TWIN LAKES BEACH -- If abstract discussions about "wet cycles" and wind setups fail to drive home the scene along Lake Manitoba's southern shore, it's worth a visit to Carl Classen's backyard.
At the back of the cottage property sits a wall. Below the wall is water. Many metres of property that used to extend beyond the wall sit below the surface of Lake Manitoba, officially the province's third-largest body of water and unofficially on the move in all directions.
All across Lake Manitoba's southern rim, fully exposed to northern winds, cottagers and year-round residents are busy building sandbag dikes in a desperate -- and some fear fruitless -- effort to prevent future storms from destroying their properties.
Since 1961, when the province began regulating water levels on Lake Manitoba, the surface has fluctuated between 810 and 813.5 feet above sea level. If flood forecasters are correct this year, the lake will rise to 815.8 feet, the highest level since the 1955 flood, when an unregulated Lake Manitoba swelled up to 816.3 feet.
Property owners are planning for even higher water, as sustained winds from the north can drive up water levels in Lake Manitoba's southern basin, effectively amplifying the reach and erosive power of waves.
Classen believes the first big storm this summer will undermine the sand below the wall at the back of the cottage he's owned since 1980.
"Sometimes, we're optimistic," Classen said on a sunny Monday when the lake didn't seem as malevolent it can be during storms. "Sometimes, we're not so optimistic."
Like most of the roughly 400 property owners at Twin Lakes Beach, which sits on a spit of sand between Lake Manitoba and marshy Lake Francis, Classen is upset with the way Manitoba Water Stewardship has stewarded Lake Manitoba water.
On Monday, 32,900 cubic feet per second of water flowed into the lake via the Portage Diversion, which was designed to carry a maximum of 25,000 cfs away from the Assiniboine River.
More water arrived via Lake Manitoba's two largest tributaries: the Whitemud River, which flows in from the southwest and the Waterhen River, which drains Lake Winnipegosis to the northwest.
At the same time, no more than 18,000 cfs can leave Lake Manitoba through the Fairford River on its way through Lake St. Martin and the Dauphin River to Lake Winnipeg and ultimately Hudson Bay.
This simple arithmetic has Lake Manitoba property owners seething.
"If the government adds water and doesn't remove it, I think that's unfair," said Classen, who said he feels like kicking the provincial officials responsible for preventing the lake from being drained as quickly as possible. "Other people out here would like to strangle them."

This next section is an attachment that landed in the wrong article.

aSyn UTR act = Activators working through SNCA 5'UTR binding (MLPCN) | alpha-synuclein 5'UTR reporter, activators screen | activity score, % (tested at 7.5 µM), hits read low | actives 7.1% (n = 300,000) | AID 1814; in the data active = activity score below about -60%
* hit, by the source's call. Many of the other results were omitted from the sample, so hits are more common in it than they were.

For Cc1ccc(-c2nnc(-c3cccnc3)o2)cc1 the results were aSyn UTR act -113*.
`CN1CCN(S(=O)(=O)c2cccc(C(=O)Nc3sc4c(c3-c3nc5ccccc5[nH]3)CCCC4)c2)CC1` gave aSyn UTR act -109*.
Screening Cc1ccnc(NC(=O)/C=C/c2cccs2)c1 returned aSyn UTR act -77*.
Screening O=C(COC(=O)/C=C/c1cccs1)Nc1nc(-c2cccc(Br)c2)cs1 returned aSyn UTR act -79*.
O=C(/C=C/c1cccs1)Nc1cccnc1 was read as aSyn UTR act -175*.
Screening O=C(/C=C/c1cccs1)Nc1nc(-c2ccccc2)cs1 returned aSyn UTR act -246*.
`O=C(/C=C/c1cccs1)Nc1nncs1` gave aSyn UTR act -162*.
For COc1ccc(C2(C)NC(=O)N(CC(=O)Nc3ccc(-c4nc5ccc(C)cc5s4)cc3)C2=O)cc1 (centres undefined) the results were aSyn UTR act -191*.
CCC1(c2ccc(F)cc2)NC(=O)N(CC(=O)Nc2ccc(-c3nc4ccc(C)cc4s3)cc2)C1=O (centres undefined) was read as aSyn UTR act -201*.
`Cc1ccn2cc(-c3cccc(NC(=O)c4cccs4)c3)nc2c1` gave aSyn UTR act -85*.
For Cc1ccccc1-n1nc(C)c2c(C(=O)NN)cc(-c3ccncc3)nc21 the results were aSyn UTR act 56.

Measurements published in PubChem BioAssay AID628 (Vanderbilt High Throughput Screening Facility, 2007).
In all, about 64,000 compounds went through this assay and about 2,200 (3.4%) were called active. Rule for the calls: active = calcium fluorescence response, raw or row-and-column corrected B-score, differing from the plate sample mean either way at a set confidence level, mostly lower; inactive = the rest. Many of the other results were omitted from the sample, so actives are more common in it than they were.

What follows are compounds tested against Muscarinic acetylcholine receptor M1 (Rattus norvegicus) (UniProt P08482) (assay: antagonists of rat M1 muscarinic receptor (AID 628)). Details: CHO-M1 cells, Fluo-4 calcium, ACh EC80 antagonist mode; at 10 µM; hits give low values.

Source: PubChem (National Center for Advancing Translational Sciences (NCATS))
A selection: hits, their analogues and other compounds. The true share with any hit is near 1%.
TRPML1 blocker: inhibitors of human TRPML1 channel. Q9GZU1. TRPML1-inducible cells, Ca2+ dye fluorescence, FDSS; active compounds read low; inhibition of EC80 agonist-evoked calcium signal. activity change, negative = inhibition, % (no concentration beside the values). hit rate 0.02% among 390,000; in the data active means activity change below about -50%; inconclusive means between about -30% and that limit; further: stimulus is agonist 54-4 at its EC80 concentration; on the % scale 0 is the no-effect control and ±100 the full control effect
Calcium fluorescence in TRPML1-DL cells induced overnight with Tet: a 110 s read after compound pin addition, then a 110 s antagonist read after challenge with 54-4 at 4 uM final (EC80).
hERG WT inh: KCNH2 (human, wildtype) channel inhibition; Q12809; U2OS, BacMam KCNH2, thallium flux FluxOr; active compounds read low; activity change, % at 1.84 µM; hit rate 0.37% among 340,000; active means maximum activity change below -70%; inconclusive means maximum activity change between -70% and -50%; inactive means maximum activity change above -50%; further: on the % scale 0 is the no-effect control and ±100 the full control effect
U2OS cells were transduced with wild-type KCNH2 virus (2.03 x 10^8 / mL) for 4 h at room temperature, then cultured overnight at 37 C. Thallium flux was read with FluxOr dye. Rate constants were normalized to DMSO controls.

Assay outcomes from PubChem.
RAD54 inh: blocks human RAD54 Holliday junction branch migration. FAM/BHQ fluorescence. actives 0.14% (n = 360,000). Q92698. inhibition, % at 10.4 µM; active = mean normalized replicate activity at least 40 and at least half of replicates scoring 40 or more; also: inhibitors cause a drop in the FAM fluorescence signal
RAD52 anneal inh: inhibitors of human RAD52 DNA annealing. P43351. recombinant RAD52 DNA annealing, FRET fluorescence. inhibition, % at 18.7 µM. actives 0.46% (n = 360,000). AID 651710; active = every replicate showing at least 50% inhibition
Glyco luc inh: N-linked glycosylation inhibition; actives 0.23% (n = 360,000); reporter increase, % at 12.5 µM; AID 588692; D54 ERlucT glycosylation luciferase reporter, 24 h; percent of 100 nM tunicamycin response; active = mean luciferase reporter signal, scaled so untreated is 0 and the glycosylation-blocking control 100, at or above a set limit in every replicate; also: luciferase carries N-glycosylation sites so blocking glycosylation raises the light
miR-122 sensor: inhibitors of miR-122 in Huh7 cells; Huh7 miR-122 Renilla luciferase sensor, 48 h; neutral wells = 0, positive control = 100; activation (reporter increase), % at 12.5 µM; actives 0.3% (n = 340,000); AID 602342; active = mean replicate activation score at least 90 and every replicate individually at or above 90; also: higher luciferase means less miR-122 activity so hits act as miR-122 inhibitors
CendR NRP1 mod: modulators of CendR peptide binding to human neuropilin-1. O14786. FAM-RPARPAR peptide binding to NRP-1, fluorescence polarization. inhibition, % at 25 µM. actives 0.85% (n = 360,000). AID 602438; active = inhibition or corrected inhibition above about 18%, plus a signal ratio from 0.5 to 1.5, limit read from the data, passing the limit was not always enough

The provincial government has taken notice of this sentiment. On Monday, Premier Greg Selinger dropped by for a visit and took in what he described as the "heavy exposure" along the rim of the lake.
Selinger promised short-term help in the form of cash to purchase material for sandbag dikes and 50 Manitoba Conservation officials to help build them. He also promised to create more flood-protection features throughout the Assiniboine River and Lake Manitoba watersheds.
"Long-term, we'll have to take a look at those permanent solutions. If this kind of water flow becomes the new normal, then you have to have infrastructure to support that," Selinger said.
A solution probably means more dams. It possibly means more diversions. It definitely demands hundreds of millions of dollars the province does not have.
Managing an entire watershed is not easy, especially when it comes to the Assiniboine River drainage basin, which stretches far into Saskatchewan and also includes a corner of North Dakota.
Classen, however, is not thinking on such a grandiose scale. He's thinking about the sand below the wall in his backyard -- and also about his 1,400-acre farm, which sits in the potential path of the flood water from the Hoop and Holler Bend cut.
"Worst comes to worst, we will lose both places."
New flood warnings
Flood warnings have been issued for the Assiniboine River at all points downstream of the Shellmouth Dam; streams and rivers in the Dauphin Lake Basin; streams and rivers east of the Duck Mountains; the Souris River from Melita and all downstream reaches; Pipestone Creek, all reaches; Oak Lake and Plum Lakes; Plum Creek to the Souris River (including the town of Souris); and the Qu'Appelle River in the St. Lazare area.
Water levels decreased in many western points on the Assiniboine River Monday, including at the Shellmouth Reservoir at St. Lazare and Sioux Valley.
Flows on the Assiniboine River crested in Brandon at 37,100 cubic feet per second. It is estimated that flows on the Assiniboine River at Brandon will be sustained above 20,000 cfs for approximately two weeks.